Bandura found that the children exposed to the aggressive model were more likely to act in physically aggressive ways than those who were not exposed to the aggressive model. For those children exposed to the aggressive model, the number of imitative physical aggressions exhibited by the boys was 38.2 and 12.7 for the girls. The same pattern applied to the instances of imitative verbal aggression exhibited by the child exposed to the aggressive model as opposed to those exposed to the nonaggressive model or no model at all. The number of imitative verbal aggressions exhibited by the boys was 17 times and 15.7 times by the girls. Both the imitative physical and verbal aggression were rarely, if ever, exhibited by the children exposed to the nonaggressive model or no model at all.

Bandura also predicted that the nonaggressive models would have an aggressive-inhibiting effect on the children. However, the results supporting this hypothesis were ambiguous. In certain instances, such as mallet aggression, the male subjects exposed to nonaggressive male models exhibited far less aggressive mallet behavior than the control male subjects but the male subjects exposed to nonaggressive female models exhibited more aggressive mallet behavior than the control male subjects. Because of this inconsistency, Bandura determined the results for this prediction inconclusive.

The results concerning gender differences strongly supported Bandura's prediction that children are more influenced by same-sex models. Boys exhibited more aggression when exposed to aggressive male models than boys exposed to aggressive female models. When exposed to aggressive male models, the number of aggressive instances exhibited by boys averaged 104 compared to 48.4 aggressive instances exhibited by boys exposed to aggressive female models. While the results for the girls shows similar findings, the results were less drastic. When exposed to aggressive female models, the number of aggressive instances exhibited by girls averaged 57.7 compared to 36.3 aggressive instances exhibited by girls exposed to aggressive male models.

Lastly, the evidence strongly supports that males have a tendency to be more aggressive than females. When all instances of aggression are tallied, males exhibited 270 aggressive instances compared to 128 aggressive instances exhibited by females.

CritiqueEdit

Scholars such as Ferguson (2010) [1] suggest the bo-bo doll studies are not studies of aggression at all, but rather that the children were motivated to imitate the adult in the belief the videos were instructions. In other words children were motivated by the desire to please adults rather than genuine aggression. Furthermore Ferguson has criticized the external validity of the study noting that bo-bo dolls are designed to be hit.

Hogben and Byrne stressed on the importance of onfoundations of social learning in place of tangibly measureable rewards. Reward is eminent to the Social Learning theory of aggression as innately we would repeat an action or behavior after receiving a desirable reinforcement. Unless the children were rewarded for their emulation of attacking the ‘bobo doll’ or the clown would become a personal habit to exert aggression? The experiment was also biased in several areas which weakened the internal validity[2]

1. Selection bias

Bandura’s subjects were all from the nursery of Stanford University. During the 1960s, the opportunity of studying in a university, especially one as prestigious as Stanford was a privilege that only the upper-middle class whites had. Besides, the racial bias and economic status of the whites and blacks were still very vast at that time. Generally only the upper-middle class and rich whites were able to afford putting their children in a nursery. Thus, the subjects would turn out to be mostly white and of similar backgrounds.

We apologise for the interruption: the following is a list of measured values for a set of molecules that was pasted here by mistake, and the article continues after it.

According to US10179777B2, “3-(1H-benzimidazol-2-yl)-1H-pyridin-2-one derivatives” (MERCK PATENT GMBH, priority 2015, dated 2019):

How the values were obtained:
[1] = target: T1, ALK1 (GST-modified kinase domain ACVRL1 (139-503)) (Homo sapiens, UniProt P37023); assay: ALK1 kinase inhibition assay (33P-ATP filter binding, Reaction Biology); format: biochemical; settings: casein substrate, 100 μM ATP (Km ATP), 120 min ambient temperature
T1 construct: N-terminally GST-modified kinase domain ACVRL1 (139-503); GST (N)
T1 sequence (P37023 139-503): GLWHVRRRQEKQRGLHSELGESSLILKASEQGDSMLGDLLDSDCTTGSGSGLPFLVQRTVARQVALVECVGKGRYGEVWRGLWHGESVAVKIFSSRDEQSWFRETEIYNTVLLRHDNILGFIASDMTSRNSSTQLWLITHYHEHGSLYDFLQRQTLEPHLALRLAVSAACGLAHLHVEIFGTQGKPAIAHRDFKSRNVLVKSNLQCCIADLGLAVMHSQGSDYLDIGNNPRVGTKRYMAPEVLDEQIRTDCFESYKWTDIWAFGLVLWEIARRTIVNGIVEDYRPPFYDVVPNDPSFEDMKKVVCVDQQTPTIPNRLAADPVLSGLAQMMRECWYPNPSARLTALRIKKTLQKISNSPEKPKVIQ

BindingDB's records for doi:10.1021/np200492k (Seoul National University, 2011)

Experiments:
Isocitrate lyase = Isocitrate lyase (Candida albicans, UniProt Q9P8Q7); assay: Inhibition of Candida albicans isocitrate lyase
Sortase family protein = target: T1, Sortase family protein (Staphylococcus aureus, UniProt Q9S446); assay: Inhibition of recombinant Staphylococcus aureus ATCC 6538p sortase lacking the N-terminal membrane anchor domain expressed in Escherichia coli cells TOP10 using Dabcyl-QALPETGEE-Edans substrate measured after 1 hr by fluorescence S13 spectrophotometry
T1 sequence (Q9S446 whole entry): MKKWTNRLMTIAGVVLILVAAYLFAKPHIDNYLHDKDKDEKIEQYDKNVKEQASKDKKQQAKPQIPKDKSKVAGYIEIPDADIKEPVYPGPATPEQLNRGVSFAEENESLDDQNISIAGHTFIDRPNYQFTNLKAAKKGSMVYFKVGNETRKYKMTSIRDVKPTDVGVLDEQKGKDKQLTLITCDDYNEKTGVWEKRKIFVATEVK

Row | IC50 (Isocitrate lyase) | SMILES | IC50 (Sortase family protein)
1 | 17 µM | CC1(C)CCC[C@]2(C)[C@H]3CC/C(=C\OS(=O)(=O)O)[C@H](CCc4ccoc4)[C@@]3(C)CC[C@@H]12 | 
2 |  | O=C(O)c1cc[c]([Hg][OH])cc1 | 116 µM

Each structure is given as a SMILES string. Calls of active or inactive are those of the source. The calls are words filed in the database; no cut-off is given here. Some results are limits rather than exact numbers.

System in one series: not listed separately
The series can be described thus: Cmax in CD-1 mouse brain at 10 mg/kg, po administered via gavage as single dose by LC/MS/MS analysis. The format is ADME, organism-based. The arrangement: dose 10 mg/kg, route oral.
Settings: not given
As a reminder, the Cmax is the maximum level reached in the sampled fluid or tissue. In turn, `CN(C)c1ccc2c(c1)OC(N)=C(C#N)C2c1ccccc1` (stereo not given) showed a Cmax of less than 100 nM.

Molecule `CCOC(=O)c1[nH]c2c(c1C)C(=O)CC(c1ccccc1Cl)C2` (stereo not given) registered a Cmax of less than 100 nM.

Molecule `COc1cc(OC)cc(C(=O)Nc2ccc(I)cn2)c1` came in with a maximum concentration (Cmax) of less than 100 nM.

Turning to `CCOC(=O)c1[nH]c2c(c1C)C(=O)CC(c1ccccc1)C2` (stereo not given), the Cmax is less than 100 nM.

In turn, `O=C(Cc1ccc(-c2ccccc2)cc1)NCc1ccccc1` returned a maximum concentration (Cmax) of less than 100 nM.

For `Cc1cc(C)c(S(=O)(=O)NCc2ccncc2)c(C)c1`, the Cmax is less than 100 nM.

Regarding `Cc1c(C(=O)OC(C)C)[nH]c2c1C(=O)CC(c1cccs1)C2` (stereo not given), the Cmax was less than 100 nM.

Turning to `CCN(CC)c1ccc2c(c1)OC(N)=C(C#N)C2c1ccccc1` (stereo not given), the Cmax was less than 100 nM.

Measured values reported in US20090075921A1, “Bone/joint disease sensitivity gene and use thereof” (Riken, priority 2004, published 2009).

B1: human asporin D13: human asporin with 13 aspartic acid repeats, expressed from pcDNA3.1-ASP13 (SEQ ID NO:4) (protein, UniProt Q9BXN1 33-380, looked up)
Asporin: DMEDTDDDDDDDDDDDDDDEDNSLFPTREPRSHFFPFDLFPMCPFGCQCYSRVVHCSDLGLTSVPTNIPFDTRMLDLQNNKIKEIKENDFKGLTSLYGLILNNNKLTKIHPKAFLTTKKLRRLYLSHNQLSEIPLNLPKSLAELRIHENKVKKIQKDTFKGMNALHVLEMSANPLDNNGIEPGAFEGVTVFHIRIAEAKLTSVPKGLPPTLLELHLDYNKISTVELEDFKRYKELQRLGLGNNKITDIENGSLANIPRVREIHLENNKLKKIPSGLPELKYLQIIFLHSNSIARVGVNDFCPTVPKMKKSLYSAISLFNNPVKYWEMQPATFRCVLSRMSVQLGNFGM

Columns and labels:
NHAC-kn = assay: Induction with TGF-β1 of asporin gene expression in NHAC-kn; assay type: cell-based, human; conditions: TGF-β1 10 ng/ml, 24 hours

2. Unclear history of subjects

The ethnicities of the subjects were never documented but Bandura and his colleagues made sweeping statements on their findings when explaining the aggression and violence trait among subgroups and lower socioeconomic communities.

3. Ambiguous temporal sequence

As the data of the “real life aggression and control group conditions came from their 1961 study”,[2] parallel ongoing events including the mental maturation of the subjects could have been confused with the observations and results of the 1963 study.

Bar-on, Broughton, Buttross, Corrigan, et al. (2001) explained that the underdeveloped frontal lobe of children below the age of 8 causes them to be unable to separate reality from fantasy. As an example, children up to the age of 12 believe that there are monsters in their closet or under the bed. They are also sometimes unable to distinguish dreams from reality.[3]

Furthermore, biological theorists argue that the social learning theory completely ignores individual’s biological state by ignoring the uniqueness of an individual’s DNA, brain development, and learning differences.[4]

According to Worthman and Loftus (1992), Bandura’s study was unethical and morally wrong as the subjects were manipulated to respond in an aggressive manner. They also find it to be no surprise that long-term implications are apparent due to the methods imposed in this experiment as the subjects were taunted and were not allowed to play with the toys and thus incited agitation and dissatisfaction. Hence, they were trained to be aggressive.[5]

Although there have been other research which examine the effects of violent movies and video games such as Plagens et al.’s 1991 study on violent movies, “Feshbach and R.D. Singer believed that television actually decreases the amount of aggression in children” (Islom, 1998) – Catharsis effect. A study was made on juvenile boys for six weeks. Half were made to view violent movies throughout the period of six weeks while another half viewed non-violent movies for six weeks. The boy’s behavior was then observed and the result was boys who viewed violent movies were less aggressive than those who viewed non-violent movies. The conclusion drawn by Feshback and Singer was that those who viewed violent movies were less aggressive as they were able to transmit all their feelings and thoughts of aggression into the movie.

Variations of the 'Bobo doll' experimentEdit

Due to numerous criticisms, Bandura replaced the ‘Bobo doll’ with a live clown. The young woman beat up a live clown in the video shown to preschool children and in turn when the children were lead into another room where they found a live clown, they imitated the action in the video they had just watched.[6]

Variation 1:

In Friedrich and Stein (1972)’s ‘The Mister Rogers’ study:
Procedures: A group of preschoolers watched Mister Rogers every weekday for four consecutive weeks.
Result: Children from lower socioeconomic communities were easier to handle and more open about their feelings.[7]